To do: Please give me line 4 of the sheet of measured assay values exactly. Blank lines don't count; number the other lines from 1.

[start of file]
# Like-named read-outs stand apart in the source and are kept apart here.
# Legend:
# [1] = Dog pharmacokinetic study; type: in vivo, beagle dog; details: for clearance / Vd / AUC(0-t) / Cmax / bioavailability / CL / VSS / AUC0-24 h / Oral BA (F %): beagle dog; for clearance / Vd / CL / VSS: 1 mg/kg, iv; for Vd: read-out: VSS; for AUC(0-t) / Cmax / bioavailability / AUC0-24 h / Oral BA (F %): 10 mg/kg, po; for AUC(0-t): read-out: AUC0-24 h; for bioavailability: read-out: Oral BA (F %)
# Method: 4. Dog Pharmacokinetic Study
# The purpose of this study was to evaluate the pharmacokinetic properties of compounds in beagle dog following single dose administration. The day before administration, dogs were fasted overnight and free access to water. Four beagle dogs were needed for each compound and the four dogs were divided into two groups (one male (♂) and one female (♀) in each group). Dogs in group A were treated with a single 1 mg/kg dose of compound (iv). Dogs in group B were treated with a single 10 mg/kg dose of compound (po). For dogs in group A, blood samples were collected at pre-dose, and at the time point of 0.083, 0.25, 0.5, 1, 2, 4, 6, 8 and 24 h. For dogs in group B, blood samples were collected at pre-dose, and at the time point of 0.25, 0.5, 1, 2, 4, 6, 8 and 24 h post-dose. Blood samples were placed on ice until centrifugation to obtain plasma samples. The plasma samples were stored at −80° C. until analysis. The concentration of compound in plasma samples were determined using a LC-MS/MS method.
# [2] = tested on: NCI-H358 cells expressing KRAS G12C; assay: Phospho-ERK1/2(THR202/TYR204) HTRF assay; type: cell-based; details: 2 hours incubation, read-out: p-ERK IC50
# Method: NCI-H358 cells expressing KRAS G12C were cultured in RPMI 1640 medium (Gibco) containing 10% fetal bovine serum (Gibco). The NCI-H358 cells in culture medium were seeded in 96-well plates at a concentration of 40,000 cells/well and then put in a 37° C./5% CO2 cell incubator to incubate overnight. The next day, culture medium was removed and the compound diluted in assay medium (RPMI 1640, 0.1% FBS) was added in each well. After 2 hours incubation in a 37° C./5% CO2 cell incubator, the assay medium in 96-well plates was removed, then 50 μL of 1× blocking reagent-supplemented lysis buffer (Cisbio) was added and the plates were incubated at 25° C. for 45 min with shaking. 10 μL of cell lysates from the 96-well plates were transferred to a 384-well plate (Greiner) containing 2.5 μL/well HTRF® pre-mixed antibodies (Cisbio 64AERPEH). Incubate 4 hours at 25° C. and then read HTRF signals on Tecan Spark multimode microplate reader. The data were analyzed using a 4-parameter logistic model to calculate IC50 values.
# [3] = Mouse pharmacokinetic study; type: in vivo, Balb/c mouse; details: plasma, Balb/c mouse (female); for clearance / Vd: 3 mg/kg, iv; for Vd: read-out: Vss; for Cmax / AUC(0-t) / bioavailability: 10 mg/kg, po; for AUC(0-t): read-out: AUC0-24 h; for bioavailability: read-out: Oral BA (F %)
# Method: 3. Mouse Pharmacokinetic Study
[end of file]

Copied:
# Method: 4. Dog Pharmacokinetic Study